Graves dug up and resold at cemetery where Emmett Till is buried
Families whose loved ones were buried at Chicago’s Burr Oak Cemetery are flocking to the grounds to find out if their plots are safe after investigators said as many as 100 graves were dug up so they could be resold.
Often called the first African-American cemetery in Chicago, Alsip’s Burr Oak Cemetery has a storied past and is the final resting place for several notables, including boxing great Ezzard Charles and blues legends Willie Dixon and Dinah Washington.
Emmett Till, whose murder in the south was a touchstone moment in the American Civil Rights Movement, is also buried there.
Authorities said they feel “very confident” his grave was not disturbed.
Four people have been charged in the money-making scheme, Cook County Sheriff Tom Dart said Thursday morning.
Since April, officers with the Cook County Sheriff’s Police have been investigating reports that staffers were running an off-the-book operation by digging up bodies, reburying them in a common area of the cemetery and pocketing the money paid to them for new arrivals.
It was initially an investigation into “financial crimes,” tipped off by the owners of the cemetery, but Cook County Sheriff Tom Dart said his department’s investigation led to a crime that is “beyond revolting,” and he said it may have been going on for over four years.
Even grizzled investigators were shocked by what they found at the cemetery: a pile of broken grave markers in one corner of the grounds, and bones littering the ground for anyone to see.
One investigator told NBC Chicago, “Someone’s going to go to hell for this one.”
To avoid suspicion, areas of the cemetery where people had been buried for a long time or that had not been visited in a while were used in order to maintain a certain number of plot vacancies and keep new burials off the books.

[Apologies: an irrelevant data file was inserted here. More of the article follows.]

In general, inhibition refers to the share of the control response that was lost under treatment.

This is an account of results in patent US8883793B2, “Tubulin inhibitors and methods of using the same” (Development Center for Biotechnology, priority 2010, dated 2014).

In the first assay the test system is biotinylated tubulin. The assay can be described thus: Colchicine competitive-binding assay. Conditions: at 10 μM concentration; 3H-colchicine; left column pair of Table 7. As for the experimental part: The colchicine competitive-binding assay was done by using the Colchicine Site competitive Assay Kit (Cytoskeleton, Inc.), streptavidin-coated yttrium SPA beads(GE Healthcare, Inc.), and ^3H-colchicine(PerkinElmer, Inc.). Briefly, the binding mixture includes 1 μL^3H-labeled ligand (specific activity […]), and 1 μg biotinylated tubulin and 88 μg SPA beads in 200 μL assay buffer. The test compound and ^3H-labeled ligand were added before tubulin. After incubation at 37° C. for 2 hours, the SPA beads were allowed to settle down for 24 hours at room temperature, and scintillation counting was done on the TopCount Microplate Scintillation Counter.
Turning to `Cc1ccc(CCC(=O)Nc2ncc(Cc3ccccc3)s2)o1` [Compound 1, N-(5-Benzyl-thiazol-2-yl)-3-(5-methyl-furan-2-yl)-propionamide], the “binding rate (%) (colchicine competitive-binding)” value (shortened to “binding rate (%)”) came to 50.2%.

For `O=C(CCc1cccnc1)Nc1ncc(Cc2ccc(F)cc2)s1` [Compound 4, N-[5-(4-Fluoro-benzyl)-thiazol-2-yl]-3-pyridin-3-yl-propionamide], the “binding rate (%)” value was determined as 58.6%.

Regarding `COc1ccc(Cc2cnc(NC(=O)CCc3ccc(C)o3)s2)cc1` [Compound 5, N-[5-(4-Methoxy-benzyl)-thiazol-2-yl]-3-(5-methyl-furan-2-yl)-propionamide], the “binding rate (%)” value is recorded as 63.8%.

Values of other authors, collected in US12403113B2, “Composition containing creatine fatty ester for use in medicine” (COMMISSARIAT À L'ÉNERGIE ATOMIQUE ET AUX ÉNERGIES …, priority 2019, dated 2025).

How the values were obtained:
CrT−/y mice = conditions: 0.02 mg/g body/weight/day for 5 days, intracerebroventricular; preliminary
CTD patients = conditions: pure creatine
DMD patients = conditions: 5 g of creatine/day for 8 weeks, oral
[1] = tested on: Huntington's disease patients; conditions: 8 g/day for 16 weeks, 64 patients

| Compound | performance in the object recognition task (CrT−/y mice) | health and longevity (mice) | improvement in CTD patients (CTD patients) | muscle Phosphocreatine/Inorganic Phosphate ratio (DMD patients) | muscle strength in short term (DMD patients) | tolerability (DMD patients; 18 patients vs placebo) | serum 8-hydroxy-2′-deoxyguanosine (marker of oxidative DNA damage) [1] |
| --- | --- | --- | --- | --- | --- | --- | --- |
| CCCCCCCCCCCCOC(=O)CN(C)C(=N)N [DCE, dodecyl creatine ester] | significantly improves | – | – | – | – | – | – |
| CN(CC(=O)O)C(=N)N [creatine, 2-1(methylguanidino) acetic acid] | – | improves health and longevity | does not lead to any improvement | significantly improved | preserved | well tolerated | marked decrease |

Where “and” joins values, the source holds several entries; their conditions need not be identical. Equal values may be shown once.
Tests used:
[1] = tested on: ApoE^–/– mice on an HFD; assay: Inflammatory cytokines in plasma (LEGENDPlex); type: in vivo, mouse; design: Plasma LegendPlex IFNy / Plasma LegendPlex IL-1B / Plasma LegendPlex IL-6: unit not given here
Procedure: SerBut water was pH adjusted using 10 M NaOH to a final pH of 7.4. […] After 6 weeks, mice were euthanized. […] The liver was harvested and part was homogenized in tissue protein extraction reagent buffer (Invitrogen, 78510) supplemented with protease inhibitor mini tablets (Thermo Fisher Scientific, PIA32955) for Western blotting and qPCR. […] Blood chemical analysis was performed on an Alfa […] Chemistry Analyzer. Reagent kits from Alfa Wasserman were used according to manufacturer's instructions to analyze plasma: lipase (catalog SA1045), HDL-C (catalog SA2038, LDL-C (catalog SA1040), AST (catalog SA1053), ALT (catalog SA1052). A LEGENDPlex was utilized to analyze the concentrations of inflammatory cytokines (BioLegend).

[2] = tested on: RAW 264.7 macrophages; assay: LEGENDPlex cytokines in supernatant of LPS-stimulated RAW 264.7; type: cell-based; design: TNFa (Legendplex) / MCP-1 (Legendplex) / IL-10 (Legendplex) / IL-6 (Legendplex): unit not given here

“We do not have the ability, at this point, to tell people what sections of the cemetery are free and clear,” Dart said, adding that it appears the number of plots involved “will exceed 100.”
Authorities don’t know if some of the bodies were dumped in a mass grave or if bones were reburied in a number of different places around the property, and they’re going to have to dig to find out.
“After a grave was disinterred, they basically just dumped the bodies, the bones, the remains,” Dart said.
Over three months into the investigation, neighbors said they had a feeling last week that it was ramping up.
“There would be like three to four to five undercover cars over here, and they had the videotapes pointed at the cemetery and just videotaping, and we couldn’t tell what they were doing,” one neighbor said.
Officers finally raided the cemetery when the gates opened up at 8:30 a.m. Wednesday because they knew the media had gotten wind of the story and they didn’t want that to impede the investigation or alarm loved ones.
Five people were taken into custody, including the cemetery’s former manager.
Police are looking for more suspects.
“The company was informed earlier this year that there might be unearthed human remains on the property,” said Trudy Foushee, a spokesperson for Perpetua, the company that’s owned the cemetery since 2001. “This information was immediately reported to authorities. The company has fully cooperated with authorities. We have few specifics on the scope or the magnitude.”
The sheriff’s department has erected an enormous fence to cordon off a large portion of the cemetery where they intend to search for reburied human remains.
A human bone found on the ground of the property last month was sent to the Cook County Medical Examiner’s Office for possible identification.
Forensics experts with the Federal Bureau of Investigation are expected to be on site next week as the massive dig begins.